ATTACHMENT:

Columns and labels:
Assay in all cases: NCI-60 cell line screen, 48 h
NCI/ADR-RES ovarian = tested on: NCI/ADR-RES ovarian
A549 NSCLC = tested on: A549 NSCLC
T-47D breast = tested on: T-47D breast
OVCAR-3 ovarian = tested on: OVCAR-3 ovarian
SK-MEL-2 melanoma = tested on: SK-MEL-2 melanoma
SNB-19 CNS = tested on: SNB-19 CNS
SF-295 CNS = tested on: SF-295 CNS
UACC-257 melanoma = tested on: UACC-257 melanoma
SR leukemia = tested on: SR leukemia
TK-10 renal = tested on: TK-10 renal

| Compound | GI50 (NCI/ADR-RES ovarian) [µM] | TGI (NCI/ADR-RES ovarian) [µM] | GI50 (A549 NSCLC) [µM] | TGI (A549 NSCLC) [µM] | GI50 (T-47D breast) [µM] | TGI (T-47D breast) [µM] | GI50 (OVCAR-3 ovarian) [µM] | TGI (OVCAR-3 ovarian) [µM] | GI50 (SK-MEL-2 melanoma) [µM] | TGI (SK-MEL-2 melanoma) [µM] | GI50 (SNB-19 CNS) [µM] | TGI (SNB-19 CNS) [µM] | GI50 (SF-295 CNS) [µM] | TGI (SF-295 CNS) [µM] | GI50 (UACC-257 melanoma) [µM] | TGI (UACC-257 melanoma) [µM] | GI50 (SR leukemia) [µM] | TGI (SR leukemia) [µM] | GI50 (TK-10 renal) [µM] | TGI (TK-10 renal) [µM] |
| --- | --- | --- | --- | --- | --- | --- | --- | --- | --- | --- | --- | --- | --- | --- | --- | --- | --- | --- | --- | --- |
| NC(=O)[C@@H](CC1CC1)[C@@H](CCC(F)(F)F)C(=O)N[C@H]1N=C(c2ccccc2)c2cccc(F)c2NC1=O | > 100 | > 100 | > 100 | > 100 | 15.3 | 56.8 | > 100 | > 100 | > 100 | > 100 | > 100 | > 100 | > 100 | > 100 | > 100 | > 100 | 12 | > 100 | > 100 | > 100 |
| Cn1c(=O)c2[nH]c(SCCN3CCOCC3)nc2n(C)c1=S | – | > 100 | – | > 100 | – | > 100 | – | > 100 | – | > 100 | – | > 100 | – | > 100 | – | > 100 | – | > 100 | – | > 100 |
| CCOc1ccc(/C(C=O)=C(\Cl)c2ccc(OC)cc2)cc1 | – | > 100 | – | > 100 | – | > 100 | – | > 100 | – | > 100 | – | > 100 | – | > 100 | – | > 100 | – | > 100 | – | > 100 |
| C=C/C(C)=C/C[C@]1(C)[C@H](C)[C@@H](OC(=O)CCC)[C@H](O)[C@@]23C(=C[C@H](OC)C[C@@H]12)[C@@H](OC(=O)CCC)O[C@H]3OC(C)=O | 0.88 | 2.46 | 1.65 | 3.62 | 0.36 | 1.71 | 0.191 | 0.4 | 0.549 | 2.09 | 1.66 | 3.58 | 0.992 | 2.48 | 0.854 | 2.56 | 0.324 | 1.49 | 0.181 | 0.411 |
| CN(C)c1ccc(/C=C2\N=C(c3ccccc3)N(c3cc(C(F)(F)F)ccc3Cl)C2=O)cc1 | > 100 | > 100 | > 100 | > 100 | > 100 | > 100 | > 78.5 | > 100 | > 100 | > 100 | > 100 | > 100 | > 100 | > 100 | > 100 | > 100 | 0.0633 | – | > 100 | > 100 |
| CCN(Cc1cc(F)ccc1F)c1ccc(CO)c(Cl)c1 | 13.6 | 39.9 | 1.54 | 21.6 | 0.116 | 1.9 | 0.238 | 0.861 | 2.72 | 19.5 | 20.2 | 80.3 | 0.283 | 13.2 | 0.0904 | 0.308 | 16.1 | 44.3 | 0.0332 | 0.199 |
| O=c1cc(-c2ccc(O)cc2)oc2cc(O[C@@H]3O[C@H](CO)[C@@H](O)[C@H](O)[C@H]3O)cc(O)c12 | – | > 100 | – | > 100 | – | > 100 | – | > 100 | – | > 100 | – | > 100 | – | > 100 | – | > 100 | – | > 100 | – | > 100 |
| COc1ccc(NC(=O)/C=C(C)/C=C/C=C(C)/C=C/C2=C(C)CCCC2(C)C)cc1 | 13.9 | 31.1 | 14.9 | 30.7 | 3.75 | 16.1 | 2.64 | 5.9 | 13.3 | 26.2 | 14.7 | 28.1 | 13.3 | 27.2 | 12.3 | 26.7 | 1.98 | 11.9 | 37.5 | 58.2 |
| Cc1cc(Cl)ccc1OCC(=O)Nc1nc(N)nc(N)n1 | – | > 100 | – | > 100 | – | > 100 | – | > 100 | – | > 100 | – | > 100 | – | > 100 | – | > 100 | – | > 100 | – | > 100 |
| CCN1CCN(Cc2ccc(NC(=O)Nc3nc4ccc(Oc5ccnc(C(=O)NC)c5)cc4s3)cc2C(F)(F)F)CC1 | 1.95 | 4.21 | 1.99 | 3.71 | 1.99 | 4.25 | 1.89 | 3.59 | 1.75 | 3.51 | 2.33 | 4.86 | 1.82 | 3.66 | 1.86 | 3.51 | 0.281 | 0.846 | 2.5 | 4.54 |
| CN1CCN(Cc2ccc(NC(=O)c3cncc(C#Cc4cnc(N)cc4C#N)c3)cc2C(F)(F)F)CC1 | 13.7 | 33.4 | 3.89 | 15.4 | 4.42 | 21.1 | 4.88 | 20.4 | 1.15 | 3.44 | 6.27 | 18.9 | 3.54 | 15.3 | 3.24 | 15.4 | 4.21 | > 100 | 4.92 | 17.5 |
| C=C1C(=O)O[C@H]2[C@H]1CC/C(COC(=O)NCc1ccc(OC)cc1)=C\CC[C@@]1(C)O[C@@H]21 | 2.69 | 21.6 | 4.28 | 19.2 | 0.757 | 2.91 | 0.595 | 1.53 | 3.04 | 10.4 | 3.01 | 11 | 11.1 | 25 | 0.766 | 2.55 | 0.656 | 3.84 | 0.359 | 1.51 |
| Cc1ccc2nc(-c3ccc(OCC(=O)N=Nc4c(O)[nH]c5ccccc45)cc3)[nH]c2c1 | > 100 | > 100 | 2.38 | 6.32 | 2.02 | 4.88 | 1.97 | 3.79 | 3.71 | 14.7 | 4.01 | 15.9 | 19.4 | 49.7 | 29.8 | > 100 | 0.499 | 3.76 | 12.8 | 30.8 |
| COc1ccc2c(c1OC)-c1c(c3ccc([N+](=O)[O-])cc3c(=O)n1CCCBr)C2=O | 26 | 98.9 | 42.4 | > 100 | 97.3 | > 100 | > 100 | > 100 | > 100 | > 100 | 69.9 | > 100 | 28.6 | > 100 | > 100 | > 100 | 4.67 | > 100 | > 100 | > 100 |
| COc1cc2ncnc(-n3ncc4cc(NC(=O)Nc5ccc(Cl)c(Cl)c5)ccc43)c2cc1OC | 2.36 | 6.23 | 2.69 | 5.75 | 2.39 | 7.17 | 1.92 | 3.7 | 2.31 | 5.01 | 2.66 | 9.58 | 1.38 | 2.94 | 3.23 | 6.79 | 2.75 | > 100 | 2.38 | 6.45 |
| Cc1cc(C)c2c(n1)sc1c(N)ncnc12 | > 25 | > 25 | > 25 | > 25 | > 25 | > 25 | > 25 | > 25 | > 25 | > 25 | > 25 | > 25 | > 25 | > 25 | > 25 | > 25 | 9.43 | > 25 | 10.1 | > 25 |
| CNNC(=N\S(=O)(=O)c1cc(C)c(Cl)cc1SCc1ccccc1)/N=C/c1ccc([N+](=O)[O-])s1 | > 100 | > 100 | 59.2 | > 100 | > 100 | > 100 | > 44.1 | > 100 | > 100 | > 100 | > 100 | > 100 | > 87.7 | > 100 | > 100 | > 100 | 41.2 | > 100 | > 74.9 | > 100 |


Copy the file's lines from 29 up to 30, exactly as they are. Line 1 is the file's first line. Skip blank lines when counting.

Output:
| COc1cc2ncnc(-n3ncc4cc(NC(=O)Nc5ccc(Cl)c(Cl)c5)ccc43)c2cc1OC | 2.36 | 6.23 | 2.69 | 5.75 | 2.39 | 7.17 | 1.92 | 3.7 | 2.31 | 5.01 | 2.66 | 9.58 | 1.38 | 2.94 | 3.23 | 6.79 | 2.75 | > 100 | 2.38 | 6.45 |
| Cc1cc(C)c2c(n1)sc1c(N)ncnc12 | > 25 | > 25 | > 25 | > 25 | > 25 | > 25 | > 25 | > 25 | > 25 | > 25 | > 25 | > 25 | > 25 | > 25 | > 25 | > 25 | 9.43 | > 25 | 10.1 | > 25 |